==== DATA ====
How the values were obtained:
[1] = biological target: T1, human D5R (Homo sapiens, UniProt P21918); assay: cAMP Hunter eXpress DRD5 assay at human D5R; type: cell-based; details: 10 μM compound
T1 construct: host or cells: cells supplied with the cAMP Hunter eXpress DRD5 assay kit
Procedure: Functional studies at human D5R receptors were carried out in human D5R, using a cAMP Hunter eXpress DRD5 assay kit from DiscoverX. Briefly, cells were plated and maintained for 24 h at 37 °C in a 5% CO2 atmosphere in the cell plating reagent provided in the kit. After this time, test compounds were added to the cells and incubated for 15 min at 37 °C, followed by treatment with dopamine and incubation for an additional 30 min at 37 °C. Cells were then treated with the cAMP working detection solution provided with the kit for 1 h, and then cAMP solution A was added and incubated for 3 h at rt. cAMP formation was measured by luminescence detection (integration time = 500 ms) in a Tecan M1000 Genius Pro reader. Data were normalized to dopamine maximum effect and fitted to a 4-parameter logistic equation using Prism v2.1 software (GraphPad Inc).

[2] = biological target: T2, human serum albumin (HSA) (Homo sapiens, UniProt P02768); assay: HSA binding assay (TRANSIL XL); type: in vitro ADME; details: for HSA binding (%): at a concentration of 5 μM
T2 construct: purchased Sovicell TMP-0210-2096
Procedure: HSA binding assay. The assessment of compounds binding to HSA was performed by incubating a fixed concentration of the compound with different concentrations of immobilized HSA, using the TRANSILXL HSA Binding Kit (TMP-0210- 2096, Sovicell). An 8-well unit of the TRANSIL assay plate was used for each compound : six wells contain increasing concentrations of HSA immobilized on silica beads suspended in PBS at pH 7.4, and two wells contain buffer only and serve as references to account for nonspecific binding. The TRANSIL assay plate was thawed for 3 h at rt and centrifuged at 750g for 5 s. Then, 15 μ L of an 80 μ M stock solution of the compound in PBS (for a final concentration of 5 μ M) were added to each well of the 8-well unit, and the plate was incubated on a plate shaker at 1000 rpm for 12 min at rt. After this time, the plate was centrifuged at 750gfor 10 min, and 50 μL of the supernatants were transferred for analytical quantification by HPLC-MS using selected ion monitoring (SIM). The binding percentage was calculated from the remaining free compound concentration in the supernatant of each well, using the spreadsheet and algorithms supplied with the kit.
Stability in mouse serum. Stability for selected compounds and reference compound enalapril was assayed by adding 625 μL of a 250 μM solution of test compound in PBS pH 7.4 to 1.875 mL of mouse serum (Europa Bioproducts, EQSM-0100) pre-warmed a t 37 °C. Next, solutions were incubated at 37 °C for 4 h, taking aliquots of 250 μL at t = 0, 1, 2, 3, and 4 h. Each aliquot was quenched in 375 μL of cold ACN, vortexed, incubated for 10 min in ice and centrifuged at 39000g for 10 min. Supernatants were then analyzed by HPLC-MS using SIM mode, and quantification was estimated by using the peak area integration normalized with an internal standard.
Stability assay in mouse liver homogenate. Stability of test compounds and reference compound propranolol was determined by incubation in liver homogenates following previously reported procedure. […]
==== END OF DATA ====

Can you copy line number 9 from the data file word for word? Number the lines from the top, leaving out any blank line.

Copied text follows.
Stability assay in mouse liver homogenate. Stability of test compounds and reference compound propranolol was determined by incubation in liver homogenates following previously reported procedure. […]